8. KIGALI CHURCH & MEMORIAL
On Sunday we left Kigali and began a four-day tour of the country. We'd hired an SUV and driver to take us wherever we wanted to go. Kevin's friend Oliver was coming with us too and he was a godsend as translator and tour guide - knowing so much about the country as he does.
The first place we went to, after loading our luggage, soccer balls and school supplies into the van, was to the Kigali Library to buy books for the road.
Then, on or way out of town, we went to two "must see" destinations - St Famille Church and the Kigali Genocide Memorial.
To me, one of the most sacred landmarks of the genocide in Rwanda is the St Famille Church. It is seen or discussed in most Rwanda movies and books. I passed it all the time going back and forth to the heart of downtown. It's on the edge of a major roundabout down the hill from Hotel Rwanda and some other key landmarks - like the place where the Belgian soldiers died defending the lady Prime Minister who was shot dead on the first day of the genocide, along with most other leaders of the political opposition.
St Famille Church is where thousands of terrified Tutsis and sympathetic Hutus ran in hopes of cover and protection from the rampaging killers who were using lists to man roadblocks and go door to door instantly slaughtering identified Tutsis.
However, the priest who was in charge of St Famille was on a friendship basis with some of the masterminds of the genocide and he regularly handed Tutsis over to the killers to be slaughtered in the yard or taken away and never seen again. He's presently living in France but he's on the Rwanda government's "Most Wanted List" as a key culprit in the genocide.
I had gone to St Famille Church the first time I was in Rwanda and had wanted to go inside. But there had been no one there at the time and the church was locked up tight.
But this time it was Sunday and when we drove down into the driveway at the back of the building there were a few best-dressed children and adults in the courtyard, along with some poor and destitute. There was loud singing coming from inside the church and so I hurriedly walked around to the front and saw that the doors were wide open and hundreds of people were seated listening to the choir.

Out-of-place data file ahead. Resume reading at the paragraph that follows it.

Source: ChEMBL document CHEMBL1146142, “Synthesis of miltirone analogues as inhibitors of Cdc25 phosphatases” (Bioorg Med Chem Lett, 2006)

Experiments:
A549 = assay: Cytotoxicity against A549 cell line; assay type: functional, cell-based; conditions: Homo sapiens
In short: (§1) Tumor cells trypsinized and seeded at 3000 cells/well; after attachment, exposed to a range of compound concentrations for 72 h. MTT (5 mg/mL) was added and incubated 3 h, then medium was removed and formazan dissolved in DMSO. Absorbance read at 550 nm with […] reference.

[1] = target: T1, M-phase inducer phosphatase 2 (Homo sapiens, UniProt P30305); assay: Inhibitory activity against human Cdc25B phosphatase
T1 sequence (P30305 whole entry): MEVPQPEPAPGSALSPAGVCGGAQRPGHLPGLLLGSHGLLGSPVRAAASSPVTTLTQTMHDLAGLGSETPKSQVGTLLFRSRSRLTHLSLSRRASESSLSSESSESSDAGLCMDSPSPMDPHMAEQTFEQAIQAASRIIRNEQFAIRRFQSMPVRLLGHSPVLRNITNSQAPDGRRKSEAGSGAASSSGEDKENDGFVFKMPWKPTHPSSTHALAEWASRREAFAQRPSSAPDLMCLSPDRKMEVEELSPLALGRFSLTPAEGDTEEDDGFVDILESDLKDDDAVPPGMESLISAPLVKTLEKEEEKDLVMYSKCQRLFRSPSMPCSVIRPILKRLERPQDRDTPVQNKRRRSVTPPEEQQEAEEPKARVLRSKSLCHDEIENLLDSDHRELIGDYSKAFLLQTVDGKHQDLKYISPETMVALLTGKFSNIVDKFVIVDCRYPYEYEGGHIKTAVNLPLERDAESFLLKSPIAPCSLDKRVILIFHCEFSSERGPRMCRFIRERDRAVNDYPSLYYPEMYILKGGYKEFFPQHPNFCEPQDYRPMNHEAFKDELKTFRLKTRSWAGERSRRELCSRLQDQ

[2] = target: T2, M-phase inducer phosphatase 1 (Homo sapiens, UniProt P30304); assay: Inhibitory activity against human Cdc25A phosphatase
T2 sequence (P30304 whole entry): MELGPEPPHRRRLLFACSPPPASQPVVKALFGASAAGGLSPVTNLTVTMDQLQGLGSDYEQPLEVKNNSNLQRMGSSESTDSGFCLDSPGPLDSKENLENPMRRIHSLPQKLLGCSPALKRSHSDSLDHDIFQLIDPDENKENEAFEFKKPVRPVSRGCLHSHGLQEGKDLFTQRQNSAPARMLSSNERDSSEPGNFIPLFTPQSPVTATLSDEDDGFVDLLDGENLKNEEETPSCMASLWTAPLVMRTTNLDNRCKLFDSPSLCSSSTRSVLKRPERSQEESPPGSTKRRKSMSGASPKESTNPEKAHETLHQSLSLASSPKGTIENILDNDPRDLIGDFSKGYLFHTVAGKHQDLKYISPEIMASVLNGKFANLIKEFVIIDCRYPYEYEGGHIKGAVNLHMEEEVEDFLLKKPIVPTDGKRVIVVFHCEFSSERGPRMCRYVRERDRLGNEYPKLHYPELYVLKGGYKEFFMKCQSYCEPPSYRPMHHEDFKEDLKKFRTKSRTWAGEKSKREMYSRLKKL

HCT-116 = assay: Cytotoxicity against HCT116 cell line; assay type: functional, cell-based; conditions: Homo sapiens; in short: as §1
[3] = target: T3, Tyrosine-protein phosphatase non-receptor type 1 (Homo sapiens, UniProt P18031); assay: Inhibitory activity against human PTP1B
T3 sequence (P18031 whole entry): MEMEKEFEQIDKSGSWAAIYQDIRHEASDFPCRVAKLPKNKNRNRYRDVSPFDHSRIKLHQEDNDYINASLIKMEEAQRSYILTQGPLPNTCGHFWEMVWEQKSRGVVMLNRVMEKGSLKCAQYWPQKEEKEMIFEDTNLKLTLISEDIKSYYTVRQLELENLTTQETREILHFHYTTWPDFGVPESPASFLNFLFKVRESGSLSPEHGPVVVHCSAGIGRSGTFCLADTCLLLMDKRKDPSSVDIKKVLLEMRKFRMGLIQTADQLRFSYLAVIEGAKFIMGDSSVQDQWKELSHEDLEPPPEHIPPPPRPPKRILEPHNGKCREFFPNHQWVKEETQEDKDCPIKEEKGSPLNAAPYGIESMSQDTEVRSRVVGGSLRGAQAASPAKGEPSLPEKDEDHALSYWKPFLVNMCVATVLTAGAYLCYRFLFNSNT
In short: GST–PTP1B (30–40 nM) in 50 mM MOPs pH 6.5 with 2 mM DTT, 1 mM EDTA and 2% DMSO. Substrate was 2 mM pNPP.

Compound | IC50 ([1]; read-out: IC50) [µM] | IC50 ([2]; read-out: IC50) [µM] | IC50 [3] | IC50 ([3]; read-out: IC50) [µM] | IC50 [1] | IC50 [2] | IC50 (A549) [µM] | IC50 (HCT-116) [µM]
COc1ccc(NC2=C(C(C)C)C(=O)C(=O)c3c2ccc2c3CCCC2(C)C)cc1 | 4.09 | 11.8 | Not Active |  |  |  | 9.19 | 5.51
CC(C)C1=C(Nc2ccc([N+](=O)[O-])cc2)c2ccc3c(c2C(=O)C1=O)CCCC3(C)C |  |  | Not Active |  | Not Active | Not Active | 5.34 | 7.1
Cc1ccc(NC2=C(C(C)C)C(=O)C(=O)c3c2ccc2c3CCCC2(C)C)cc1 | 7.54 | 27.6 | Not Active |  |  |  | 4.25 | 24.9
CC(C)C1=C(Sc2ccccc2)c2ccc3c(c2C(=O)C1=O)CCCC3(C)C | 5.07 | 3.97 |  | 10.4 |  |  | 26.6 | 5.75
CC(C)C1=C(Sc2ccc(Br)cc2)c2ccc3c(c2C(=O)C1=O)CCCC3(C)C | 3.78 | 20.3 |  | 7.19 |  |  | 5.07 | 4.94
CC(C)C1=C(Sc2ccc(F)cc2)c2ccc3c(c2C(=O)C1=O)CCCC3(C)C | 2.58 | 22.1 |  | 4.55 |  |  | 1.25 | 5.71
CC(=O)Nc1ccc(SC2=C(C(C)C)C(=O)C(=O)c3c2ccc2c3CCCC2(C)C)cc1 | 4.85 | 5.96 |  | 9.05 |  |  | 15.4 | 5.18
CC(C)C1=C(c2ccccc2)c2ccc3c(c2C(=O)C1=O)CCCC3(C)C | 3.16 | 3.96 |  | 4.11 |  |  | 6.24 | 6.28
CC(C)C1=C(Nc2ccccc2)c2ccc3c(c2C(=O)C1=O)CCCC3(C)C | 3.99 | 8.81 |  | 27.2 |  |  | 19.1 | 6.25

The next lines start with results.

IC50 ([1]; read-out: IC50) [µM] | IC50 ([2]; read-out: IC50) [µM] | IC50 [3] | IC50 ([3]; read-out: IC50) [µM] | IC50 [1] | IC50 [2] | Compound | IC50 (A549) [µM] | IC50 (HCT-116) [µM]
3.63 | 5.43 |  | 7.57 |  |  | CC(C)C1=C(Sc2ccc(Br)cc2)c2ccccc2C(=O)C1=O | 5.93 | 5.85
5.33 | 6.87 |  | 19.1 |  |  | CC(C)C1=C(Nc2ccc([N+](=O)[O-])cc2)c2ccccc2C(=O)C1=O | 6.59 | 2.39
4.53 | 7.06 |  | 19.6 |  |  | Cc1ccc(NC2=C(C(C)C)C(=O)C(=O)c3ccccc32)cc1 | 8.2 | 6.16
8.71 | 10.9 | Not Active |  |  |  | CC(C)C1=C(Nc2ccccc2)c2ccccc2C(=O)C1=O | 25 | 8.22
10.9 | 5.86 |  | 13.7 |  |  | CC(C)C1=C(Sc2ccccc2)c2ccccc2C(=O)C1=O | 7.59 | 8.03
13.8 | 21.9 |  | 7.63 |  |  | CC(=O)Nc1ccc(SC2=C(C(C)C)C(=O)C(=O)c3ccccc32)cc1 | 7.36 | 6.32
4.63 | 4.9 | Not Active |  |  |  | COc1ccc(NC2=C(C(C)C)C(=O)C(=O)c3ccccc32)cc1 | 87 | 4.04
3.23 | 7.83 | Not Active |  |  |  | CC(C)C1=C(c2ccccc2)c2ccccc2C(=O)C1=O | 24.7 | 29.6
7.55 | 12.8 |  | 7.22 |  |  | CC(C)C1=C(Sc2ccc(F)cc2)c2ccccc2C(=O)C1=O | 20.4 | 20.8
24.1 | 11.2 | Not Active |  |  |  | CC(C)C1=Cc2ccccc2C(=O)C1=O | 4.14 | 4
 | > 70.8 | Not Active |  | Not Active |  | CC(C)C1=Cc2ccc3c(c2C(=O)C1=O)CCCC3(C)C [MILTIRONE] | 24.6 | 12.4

I was irresistably drawn to go inside and slid stealthily up against the back wall to be as unobtrusive as possible. While I stood there I tried to envision what it was like here thirteen years ago and for the first time in Rwanda I began crying. The tears rained down my cheeks and I was having an impossible time trying to stop them. Finally I got control of my emotions and, before the singing ended, I extricated myself from the scene.
Kevin and Oliver were outside the door and snapped a photo when I came out. I didn't tell them I'd been crying, feeling needlessly embarassed. There's nothing wrong with crying, it's actually good for the soul sometimes.
After leaving St Famille we drove to Gisozi hill where the Kigali Memorial Center is located.
I had been there before and so took on the role of tour guide as we walked through the grounds. I explained to Kevin (Oliver already knew) that this is the symbolic national memorial to the genocide, and there are 250,000 (that's a quarter of a million) bodies buried here, most of them killed in Kigali. People from all over the world, when visiting Rwanda, come and pay homage at this memorial site.
Each of the huge concrete crypts contain dozens of coffins, and each of the coffins contain the bones of dozens of dead. There had been a recent ceremony, with perhaps more coffins added, because the lid was still ajar, and there were fresh flowers all around.
In the eleven months since I'd been here last, vast changes have occurred. The gardens are much more developed with almost a labyrinth feel about them. While Kevin and Oliver went inside for a tour of the rooms and wall displays, I stayed outside in the beautiful gardens.
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